AquaBounty reports good sales and expanded water access for Ohio RAS facility
November 10, 2022 By Nestor Arellano
AquaBounty, the Massachusetts-based aquaculture company that pioneered the production of genetically engineered (GE) salmon, released upbeat reports on sales and positive prospects for its first large-scale commercial recirculating aquaculture system facility in Pioneer, Ohio.
In its 2022 third quarter report, the aquaculture firm said that in the nine-month period ended September 30, 2022, product revenue totaled $2.7 million, a year-over-year increase of 255 percent compared to $0.8 million in 2021. Net loss in the third quarter totaled $5.4 million, as compared to $6.9 million in the third quarter of 2021.
“Throughout the third quarter, AquaBounty continued to see strong demand for our salmon from seafood distributor customers,” said Sylvia Wulf, chief executive officer of AquaBounty. “We once again sold everything we could produce, which combined with improvements in our yields, drove a 44 percent year-over-year increase in third quarter revenues to $653,000.”
She said better understanding of the interaction of between salmon biology and the RAS environment enabled increased production efficiency and reduce mortality rate at its Indiana facility where GM salmon is being grown.
Their understanding of the interaction between salmon biology and the RAS environment in which our fish grow has enabled us to begin to increase our production efficiency and reduce mortality risk at our Indiana farm, which is realized through increased harvest yields.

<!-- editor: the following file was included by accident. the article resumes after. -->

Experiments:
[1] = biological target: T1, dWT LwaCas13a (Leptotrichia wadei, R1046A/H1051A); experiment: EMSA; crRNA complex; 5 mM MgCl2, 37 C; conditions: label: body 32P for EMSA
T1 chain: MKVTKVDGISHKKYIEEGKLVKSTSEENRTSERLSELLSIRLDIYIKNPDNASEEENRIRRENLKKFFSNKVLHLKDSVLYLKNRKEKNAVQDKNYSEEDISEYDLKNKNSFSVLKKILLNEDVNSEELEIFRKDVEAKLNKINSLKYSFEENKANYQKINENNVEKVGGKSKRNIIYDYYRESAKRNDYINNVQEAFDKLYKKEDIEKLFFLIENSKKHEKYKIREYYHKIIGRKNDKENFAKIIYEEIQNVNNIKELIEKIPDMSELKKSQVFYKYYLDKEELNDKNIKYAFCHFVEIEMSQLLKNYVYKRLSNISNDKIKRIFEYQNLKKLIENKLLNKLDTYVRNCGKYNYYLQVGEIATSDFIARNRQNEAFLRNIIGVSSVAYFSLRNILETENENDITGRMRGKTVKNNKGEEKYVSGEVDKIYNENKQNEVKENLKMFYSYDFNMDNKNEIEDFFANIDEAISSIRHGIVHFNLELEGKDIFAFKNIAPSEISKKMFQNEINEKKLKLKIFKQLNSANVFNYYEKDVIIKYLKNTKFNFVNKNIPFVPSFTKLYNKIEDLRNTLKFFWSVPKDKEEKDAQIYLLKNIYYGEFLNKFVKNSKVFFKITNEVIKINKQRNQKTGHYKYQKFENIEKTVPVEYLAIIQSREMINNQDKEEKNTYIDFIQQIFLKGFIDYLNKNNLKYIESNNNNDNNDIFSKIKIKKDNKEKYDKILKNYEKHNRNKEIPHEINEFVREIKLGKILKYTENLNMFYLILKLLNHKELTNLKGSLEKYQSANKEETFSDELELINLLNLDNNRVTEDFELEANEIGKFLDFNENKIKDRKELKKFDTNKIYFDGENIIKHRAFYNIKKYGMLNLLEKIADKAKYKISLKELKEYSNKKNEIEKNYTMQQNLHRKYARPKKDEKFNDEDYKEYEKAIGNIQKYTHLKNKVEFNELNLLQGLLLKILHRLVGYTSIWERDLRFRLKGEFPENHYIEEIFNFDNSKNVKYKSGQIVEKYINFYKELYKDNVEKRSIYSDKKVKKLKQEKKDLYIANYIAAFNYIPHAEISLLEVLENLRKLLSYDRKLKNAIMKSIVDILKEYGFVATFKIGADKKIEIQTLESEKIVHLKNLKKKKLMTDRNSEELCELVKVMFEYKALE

Construction activities for the Pioneer, Ohio farm site is still in progress. The company also recently secured a new Withdrawal and Consumptive Use Permit. This development enables expanded water access to support future farming operations, a press release from AquaBounty said. The facility is expected to have an annual capacity of 10,000 metric tons of genetically-modified Atlantic salmon. Commercial stocking of salmon eggs are expected to begin in late 2023.
“…we are pleased with construction progress to-date and we achieved another critical milestone during the quarter with the receipt of a new Withdrawal and Consumptive Use Permit from the Ohio Department of Natural Resources. This key water permit authorizes water withdrawal of up to 5.25 million gallons per day, providing the expanded water access needed to fully support the farm’s future operations,” Wulf said.
The company had earlier feared that rising inflation rates would bring the cost of construction up. Following an evaluation of the project, AquaBounty now estimates that the current design of the farm will “will require more than $320 million to construct,” according to Wulf.
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